The change in United’s style of play since the disastrous home defeat to Shrewsbury has been as noticeable as the change in results.
It has come about partly by chance - the injuries to Jamal Campbell-Ryce and Bob Harris and the suspension of Jose Baxter - but there must also have been a conscious decision by Nigel Adkins to pack his midfield and defence with as many big players as he has at his disposable.
For the first few months of the season Mark Howard would never kick the ball long from his hands or from the floor.
Every time he would roll it out to a defender, who would then play keep ball with his fellow defenders and never get anywhere.
The result was that sometimes - e.g. Port Vale away - United had more possession than the opponents but played poorly, as that possession was amongst the back four.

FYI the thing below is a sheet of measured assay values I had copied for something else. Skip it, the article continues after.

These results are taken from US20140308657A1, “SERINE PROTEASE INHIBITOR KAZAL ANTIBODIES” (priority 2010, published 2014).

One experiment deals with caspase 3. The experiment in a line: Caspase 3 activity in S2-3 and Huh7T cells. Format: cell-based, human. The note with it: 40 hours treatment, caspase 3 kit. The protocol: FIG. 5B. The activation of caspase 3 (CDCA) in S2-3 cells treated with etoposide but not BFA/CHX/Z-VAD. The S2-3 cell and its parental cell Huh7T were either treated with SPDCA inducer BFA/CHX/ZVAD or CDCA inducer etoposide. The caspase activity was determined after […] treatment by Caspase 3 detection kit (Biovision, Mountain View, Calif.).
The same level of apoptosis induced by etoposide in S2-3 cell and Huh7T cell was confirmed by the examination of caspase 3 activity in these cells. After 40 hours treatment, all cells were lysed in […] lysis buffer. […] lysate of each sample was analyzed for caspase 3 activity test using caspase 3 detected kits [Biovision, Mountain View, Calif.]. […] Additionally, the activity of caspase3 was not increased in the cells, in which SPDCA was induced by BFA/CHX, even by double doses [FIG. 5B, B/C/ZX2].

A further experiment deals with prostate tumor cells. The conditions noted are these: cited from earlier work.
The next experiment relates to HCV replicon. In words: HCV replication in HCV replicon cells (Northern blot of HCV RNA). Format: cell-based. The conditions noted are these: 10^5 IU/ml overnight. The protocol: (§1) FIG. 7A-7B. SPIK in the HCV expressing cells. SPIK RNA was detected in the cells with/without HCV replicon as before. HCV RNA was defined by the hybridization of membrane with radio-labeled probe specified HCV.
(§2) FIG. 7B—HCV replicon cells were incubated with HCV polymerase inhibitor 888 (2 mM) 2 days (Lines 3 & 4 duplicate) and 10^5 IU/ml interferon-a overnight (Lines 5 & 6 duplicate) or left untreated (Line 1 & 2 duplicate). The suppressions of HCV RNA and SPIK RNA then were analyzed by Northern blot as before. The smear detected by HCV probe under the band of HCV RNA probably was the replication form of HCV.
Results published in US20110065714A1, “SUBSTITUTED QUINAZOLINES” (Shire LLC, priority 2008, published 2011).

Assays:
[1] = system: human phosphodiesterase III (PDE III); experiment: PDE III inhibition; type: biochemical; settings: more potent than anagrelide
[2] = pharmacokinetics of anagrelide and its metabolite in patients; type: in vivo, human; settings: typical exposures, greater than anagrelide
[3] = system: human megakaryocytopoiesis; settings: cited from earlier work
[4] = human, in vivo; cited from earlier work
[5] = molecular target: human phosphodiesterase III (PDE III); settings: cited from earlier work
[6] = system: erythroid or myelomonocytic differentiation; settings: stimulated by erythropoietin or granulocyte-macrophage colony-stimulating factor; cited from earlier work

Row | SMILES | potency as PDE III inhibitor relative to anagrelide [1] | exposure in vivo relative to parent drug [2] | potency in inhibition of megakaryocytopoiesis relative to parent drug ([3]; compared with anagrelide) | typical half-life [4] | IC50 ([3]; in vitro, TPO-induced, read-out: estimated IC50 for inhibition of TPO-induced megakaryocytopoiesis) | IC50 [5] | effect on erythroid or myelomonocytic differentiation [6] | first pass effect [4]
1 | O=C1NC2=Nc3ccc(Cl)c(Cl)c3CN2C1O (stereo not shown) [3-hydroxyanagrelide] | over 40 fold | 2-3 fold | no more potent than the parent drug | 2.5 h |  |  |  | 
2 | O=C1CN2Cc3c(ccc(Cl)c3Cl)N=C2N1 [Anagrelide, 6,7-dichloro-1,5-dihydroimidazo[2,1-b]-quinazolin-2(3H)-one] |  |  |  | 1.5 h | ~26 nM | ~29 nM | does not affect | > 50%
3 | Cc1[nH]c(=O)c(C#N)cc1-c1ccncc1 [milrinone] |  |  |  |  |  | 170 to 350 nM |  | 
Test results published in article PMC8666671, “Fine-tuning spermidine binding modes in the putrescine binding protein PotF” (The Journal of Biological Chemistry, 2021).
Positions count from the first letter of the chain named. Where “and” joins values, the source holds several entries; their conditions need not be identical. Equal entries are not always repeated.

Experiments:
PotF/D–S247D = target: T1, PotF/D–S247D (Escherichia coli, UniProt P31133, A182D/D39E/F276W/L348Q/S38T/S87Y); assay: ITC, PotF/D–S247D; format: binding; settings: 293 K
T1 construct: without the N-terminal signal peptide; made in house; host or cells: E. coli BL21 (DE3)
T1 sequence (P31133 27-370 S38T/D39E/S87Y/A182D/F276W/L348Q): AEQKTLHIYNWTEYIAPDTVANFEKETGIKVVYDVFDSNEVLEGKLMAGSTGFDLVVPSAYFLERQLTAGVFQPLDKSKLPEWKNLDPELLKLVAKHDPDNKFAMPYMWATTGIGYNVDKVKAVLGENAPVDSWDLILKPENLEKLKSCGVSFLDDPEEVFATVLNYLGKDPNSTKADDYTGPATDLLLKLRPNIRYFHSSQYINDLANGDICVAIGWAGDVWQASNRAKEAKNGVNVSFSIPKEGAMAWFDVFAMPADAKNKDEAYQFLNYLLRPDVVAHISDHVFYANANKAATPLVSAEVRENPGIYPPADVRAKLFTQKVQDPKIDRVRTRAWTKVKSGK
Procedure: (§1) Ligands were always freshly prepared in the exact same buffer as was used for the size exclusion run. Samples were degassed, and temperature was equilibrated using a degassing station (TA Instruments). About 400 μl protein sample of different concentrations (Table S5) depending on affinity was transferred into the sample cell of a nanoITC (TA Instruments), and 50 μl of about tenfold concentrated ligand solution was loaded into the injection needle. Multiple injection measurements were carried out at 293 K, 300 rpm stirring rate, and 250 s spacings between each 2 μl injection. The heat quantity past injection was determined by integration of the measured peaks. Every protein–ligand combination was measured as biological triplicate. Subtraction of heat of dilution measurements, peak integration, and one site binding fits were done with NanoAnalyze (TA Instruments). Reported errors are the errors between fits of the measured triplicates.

Now we see George Long and the defenders getting the ball forward far more quickly, giving Billy Sharp something to chase rather than standing impatiently waiting for the ball to reach him, apparently not knowing where to run, as he was doing earlier in the season.
With Jay McEveley at left back and Paul Coutts and Martyn Woolford in the wide positions, United have physicality all over the pitch.
Against Bradford, Coutts had his best game for United and, for that matter, so did Woolford, who has been pretty anonymous up to now. Dean Hammond is now also showing what he can do.
As a consequence the midfield is looking far more solid.
Perhaps the most important contribution has come from John Brayford.
Although he hasn’t added anything to the more physical nature of the team, United are unbeaten and have conceded two goals in five games since he returned.